The Malibu Country Mart, Malibu Colony Plaza, Cross Creek Plaza and Serra Retreat Center were among more than three dozen businesses and public facilities cited Friday by the Los Angeles Regional Water Quality Control Board for a variety of alleged violations related to water quality.
The board said notices of violation and orders to comply were sent after its staff began finding trouble spots while researching whether to prohibit septic tanks in the Civic Center area. In November, the board directed its staff to propose such a prohibition to protect water quality in that area, which contains many old septic systems that the board says leach sewage into Malibu Creek and Lagoon and the ocean.
For The Record
Los Angeles Times Thursday, April 30, 2009 Home Edition Main News Part A Page 4 National Desk 1 inches; 43 words Type of Material: Correction
Malibu notices: An article in Saturday's Section A about businesses cited by the Los Angeles Regional Water Quality Control Board for a variety of alleged violations included City National Bank. The board now says the bank should not have been on the list.
Many Malibu residents fear that converting to sewers would invite unbridled development.
"The regional board is serious about protecting human health and the environment and bringing all facilities into compliance with clean water regulations," said Tracy Egoscue, the board's executive director.
Malibu has long been under orders from regional water quality officials to clean up its Civic Center area and coastline. Surfrider Beach, one of the city's leading attractions, is chronically polluted. The regional board has lost patience with what it calls the city's slow pace in moving toward a solution.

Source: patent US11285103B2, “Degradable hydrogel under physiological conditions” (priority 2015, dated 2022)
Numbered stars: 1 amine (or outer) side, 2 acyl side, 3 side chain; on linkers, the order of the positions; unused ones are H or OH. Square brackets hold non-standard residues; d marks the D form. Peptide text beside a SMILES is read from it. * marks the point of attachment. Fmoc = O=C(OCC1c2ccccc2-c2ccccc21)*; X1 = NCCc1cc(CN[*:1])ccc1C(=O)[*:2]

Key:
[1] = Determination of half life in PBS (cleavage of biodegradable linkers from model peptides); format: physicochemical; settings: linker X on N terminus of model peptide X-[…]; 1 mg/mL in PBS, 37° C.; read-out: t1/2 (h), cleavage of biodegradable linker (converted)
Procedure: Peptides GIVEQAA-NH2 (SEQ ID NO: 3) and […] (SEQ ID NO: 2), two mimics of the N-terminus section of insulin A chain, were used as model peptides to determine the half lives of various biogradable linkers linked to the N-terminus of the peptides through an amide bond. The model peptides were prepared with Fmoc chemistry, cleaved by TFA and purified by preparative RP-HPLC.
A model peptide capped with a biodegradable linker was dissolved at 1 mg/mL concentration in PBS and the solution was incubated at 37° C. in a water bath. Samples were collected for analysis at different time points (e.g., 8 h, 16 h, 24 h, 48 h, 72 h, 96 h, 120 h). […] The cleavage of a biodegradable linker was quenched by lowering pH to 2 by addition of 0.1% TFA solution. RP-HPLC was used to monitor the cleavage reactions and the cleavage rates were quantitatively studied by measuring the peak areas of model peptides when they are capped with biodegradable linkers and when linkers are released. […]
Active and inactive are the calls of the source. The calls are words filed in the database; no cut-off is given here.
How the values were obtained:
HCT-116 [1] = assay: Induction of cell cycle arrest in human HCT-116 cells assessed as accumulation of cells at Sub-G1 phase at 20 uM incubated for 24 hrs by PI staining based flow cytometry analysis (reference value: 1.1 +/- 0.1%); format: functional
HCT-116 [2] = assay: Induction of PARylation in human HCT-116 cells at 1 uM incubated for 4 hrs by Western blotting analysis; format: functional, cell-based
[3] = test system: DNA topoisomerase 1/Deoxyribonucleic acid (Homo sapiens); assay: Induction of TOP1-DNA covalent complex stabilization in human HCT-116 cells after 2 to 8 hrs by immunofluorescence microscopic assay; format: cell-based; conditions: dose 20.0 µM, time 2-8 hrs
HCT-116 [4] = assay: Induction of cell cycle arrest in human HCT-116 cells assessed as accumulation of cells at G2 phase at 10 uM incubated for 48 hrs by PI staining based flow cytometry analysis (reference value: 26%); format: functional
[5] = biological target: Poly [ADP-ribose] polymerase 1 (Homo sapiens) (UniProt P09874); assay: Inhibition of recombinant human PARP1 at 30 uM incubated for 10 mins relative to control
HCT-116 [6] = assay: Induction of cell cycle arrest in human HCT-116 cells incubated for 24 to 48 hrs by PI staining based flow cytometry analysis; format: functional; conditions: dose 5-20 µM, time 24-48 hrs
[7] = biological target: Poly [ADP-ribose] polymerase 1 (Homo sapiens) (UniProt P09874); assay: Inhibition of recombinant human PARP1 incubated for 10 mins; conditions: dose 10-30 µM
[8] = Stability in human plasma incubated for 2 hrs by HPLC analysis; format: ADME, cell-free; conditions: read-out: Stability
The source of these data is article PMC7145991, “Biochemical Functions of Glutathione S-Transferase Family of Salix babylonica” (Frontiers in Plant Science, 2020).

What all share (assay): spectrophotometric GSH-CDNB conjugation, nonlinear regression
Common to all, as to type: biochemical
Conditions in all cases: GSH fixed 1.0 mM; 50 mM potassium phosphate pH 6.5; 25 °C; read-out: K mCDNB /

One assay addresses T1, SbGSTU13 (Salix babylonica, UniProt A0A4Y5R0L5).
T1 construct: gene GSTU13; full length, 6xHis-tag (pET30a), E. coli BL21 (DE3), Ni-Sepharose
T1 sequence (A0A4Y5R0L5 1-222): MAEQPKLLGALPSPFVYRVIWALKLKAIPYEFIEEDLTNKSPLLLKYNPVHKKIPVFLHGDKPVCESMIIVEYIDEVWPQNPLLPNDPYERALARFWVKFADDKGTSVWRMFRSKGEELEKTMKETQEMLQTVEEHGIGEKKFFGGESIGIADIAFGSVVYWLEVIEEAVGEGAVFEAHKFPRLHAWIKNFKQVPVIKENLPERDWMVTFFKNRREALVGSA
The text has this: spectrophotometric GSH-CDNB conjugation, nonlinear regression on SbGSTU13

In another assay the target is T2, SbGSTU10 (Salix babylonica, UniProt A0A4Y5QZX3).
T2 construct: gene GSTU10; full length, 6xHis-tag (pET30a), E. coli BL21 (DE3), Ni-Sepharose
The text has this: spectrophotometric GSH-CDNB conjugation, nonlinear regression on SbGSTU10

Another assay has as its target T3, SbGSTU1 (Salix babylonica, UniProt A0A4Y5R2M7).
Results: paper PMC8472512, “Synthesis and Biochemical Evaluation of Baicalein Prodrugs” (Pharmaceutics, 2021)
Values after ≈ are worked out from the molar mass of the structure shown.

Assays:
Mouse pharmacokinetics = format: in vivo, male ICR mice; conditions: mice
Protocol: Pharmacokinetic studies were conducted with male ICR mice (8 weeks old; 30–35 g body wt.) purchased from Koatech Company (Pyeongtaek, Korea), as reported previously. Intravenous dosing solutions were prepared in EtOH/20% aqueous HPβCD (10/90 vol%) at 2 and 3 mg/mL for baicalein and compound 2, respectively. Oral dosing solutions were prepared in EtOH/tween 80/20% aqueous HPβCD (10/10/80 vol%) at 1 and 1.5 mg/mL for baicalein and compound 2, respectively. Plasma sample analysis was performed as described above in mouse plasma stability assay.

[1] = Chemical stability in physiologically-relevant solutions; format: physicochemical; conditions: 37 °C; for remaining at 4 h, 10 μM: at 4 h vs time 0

The city plans to turn 17 acres of open space on Pacific Coast Highway in the heart of the city into a park that would double as a storm water treatment zone. But many in the environmental and surfing communities contend that the design for Legacy Park falls short because it does not also provide for treating sewage.
The board sent 19 directives to businesses and other entities that it said were discharging wastewater without a permit. The directives ordered those cited to begin the process of securing permits and, within 90 days, to provide information on the design, construction and operation of their on-site water disposal systems.
The board said many of these were older businesses that had opened before there were the sorts of environmental reviews and city plan checks that would launch a permitting process. Among those that received directives were City National Bank and JP Morgan Chase Bank National Assn., Casa Malibu at the Beach, a KFC on Pacific Coast Highway, the Malibu Inn restaurant and nightclub, Our Lady of Malibu Catholic Church and Webster Elementary School.
In addition, the board sent notices of violation to 19 businesses and facilities in the Civic Center area. Alleged violations included failure to submit monitoring reports, incomplete monitoring reports, flow and effluent violations, and failure to report material changes in operations. The three Civic Center-area shopping centers received such notices, as did Surfrider Beach, Malibu Beach Inn (owned by DreamWorks co-founder David Geffen), HRL Laboratories (formerly Hughes Research Laboratories), a couple of county facilities and the office building, owned by Miramar Properties, that houses City Hall.
The board said Malibu Country Mart had missed the deadline for upgrading its wastewater treatment system. Michael Koss, an owner of the mart, could not be reached for comment.
City Manager Jim Thorsen said the city supported the board in its effort to push businesses to comply with monitoring rules. "Whatever the violations are, each of the businesses should address those with the regional board and come into compliance," he said.